Durham County Council
Durham County Council
Leader of the Council
Amanda Hopgood (Liberal Democrats)
Deputy Leader of the Council
Richard Bell (Conservatives)
Leader of the Opposition
Carl Marshall (Labour)
Length of term
|First past the post|
|6 May 2021|
|County Hall, Durham|
Durham County Council is a local authority governing the contemporary unitary authority area of County Durham in North East England. The council area covers part of the ceremonial county of County Durham, excluding those parts which now form part of the Borough of Darlington, Borough of Hartlepool and the part of Borough of Stockton-on-Tees north of the River Tees.
Following the 2021 Durham County Council election the council is under no overall control. A Conservative/Liberal Democrat/Independents coalition was formed at the 2021 Annual General Meeting. From 1919 to 2021 the council was under the control of the Labour Party, who held a majority except from 1922-25.
Durham County Council was established in 1889 as the upper-tier local authority for the administrative county of Durham. At the same time Gateshead, South Shields, and Sunderland were made county boroughs, exempting them from county council control. Darlington became a county borough in 1915, Hartlepool in 1967, and Teesside in 1969. Durham was the first county council to be controlled by the Labour Party, which won the most seats in 1919.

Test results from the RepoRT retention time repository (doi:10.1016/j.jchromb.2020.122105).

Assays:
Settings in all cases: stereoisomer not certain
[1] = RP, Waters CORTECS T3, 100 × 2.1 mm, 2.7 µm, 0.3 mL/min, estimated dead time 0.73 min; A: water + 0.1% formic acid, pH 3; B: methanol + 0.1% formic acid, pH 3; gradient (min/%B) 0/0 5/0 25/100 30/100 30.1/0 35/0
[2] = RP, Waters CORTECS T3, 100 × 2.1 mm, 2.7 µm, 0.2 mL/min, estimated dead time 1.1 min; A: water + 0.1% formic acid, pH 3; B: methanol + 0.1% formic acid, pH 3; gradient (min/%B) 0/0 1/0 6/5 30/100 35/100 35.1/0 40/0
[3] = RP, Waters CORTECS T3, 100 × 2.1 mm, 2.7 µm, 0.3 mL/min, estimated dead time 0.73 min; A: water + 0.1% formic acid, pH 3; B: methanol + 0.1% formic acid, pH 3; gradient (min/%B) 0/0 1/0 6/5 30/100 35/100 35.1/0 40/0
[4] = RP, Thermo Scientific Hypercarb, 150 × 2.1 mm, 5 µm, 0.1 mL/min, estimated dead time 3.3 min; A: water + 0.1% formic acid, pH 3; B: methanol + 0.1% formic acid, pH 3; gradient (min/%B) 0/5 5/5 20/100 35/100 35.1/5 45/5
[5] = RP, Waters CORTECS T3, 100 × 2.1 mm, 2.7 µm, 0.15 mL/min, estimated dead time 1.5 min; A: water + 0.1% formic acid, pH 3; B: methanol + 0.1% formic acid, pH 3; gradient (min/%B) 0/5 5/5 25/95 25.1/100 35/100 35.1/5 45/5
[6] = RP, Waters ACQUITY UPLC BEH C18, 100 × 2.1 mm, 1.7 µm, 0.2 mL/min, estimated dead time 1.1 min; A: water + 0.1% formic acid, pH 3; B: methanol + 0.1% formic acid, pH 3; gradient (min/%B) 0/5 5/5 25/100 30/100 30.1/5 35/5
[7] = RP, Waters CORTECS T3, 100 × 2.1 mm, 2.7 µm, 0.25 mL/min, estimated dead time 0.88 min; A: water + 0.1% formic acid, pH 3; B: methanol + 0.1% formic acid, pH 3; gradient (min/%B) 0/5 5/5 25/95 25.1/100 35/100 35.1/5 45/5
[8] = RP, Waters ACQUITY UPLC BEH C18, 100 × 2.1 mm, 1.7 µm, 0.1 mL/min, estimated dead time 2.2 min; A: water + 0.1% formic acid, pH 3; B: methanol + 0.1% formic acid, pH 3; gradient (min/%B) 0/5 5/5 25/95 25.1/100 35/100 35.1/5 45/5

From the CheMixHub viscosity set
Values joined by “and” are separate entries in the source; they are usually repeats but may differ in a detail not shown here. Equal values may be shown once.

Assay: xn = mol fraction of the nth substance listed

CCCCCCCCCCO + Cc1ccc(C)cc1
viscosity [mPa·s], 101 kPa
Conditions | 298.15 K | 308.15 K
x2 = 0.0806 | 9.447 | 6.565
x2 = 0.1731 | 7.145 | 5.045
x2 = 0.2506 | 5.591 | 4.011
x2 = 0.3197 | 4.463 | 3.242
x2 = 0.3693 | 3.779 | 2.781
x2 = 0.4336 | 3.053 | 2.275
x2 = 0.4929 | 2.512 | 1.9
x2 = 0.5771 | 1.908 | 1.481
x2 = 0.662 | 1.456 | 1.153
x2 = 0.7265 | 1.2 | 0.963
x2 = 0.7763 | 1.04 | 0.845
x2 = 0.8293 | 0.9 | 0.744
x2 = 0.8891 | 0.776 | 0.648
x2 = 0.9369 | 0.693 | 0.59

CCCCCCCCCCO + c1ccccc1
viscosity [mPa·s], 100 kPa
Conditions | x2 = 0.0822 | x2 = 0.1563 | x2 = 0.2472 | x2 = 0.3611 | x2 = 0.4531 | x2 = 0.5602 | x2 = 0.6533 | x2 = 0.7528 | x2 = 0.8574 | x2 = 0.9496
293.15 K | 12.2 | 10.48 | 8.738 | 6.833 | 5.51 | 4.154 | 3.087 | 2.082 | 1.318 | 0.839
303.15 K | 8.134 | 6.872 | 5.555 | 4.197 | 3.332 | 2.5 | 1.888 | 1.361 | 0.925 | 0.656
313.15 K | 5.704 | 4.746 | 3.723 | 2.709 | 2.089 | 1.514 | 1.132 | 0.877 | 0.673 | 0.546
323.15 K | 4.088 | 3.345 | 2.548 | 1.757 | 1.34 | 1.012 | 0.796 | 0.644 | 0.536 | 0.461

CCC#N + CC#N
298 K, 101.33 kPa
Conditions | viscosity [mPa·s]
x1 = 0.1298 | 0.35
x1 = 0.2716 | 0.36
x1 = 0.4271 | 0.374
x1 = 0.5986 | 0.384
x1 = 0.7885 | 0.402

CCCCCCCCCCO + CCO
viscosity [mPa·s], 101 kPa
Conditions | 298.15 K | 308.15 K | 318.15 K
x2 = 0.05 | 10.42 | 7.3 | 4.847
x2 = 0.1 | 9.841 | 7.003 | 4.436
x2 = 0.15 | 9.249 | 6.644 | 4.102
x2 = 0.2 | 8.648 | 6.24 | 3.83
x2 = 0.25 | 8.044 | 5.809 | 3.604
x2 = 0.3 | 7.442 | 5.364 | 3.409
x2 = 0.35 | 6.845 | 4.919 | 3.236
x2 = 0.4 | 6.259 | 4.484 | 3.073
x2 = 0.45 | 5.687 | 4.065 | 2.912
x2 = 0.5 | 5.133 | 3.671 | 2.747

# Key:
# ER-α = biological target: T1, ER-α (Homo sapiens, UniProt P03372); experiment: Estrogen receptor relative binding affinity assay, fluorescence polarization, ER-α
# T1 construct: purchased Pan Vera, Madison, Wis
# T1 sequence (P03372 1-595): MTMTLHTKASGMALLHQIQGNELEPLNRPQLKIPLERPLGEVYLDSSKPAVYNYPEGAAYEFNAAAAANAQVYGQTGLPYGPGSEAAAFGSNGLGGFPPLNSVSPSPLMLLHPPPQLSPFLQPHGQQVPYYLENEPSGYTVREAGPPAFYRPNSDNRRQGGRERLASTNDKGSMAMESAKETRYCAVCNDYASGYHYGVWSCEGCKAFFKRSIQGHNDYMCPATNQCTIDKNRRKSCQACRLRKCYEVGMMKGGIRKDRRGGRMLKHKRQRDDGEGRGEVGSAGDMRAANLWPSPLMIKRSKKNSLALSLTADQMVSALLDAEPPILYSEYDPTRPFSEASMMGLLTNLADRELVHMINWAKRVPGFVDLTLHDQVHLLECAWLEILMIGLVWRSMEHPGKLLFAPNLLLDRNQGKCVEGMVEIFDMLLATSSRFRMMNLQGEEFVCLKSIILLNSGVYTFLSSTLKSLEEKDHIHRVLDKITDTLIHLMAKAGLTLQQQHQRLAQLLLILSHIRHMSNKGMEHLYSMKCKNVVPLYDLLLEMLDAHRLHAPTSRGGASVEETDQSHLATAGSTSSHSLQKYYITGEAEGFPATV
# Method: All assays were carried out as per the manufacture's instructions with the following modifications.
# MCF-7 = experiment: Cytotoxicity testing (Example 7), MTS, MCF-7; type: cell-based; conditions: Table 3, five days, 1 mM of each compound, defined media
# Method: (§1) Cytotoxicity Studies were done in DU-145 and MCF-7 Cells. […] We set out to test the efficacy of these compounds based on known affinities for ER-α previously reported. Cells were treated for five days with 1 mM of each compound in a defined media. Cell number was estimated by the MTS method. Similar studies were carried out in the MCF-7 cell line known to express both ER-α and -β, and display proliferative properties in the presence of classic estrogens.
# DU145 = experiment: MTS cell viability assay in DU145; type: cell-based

In 1974 the boundaries of the council area changed significantly as the council areas of Tyne and Wear and Cleveland were partially created from areas in the northeast and southeast of the county. At the same time the council area gained the part of Teesdale south of the River Tees from the North Riding of Yorkshire.
In 1997 Darlington became a unitary authority, removing it from county council control.
Durham County Council itself became a unitary authority on 1 April 2009, when the seven remaining districts of the county (Durham (City), Easington, Sedgefield (Borough), Teesdale, Wear Valley, Derwentside, and Chester-le-Street) were abolished and the county council absorbed their non-metropolitan district functions.
The legislation which created the unitary authority allowed the council to name itself 'The Durham Council', however 'Durham County Council' was kept.
The district is situated around non-metropolitan areas of County Durham covering the towns of Consett, Barnard Castle, Peterlee, Seaham, Bishop Auckland, Newton Aycliffe, Middleton-in-Teesdale, Shildon, Chester-le-Street, Crook, Stanhope, Spennymoor, Ferryhill, Sedgefield and the cathedral city of Durham. As well as all surrounding hamlets, villages and suburbs of the unitary authority.
- "Cross party alliance to run Durham County Council as 100-year Labour rule officially ends". The Northern Echo. Retrieved 26 May 2021.
- Durham County Council, webadmin@durham gov uk. "Local MPs and MEPs - information and advice". Durham County Council. Retrieved 10 February 2019.
- Bloom, Dan (9 May 2021). "Labour lose control of Durham Council heartland for first time in a century". mirror. Retrieved 9 May 2021.
- "The Local Government (Structural Changes) (Miscellaneous Amendments and Other Provision) Order 2009". Legislation.gov.uk. The National Archives. Retrieved 10 February 2019.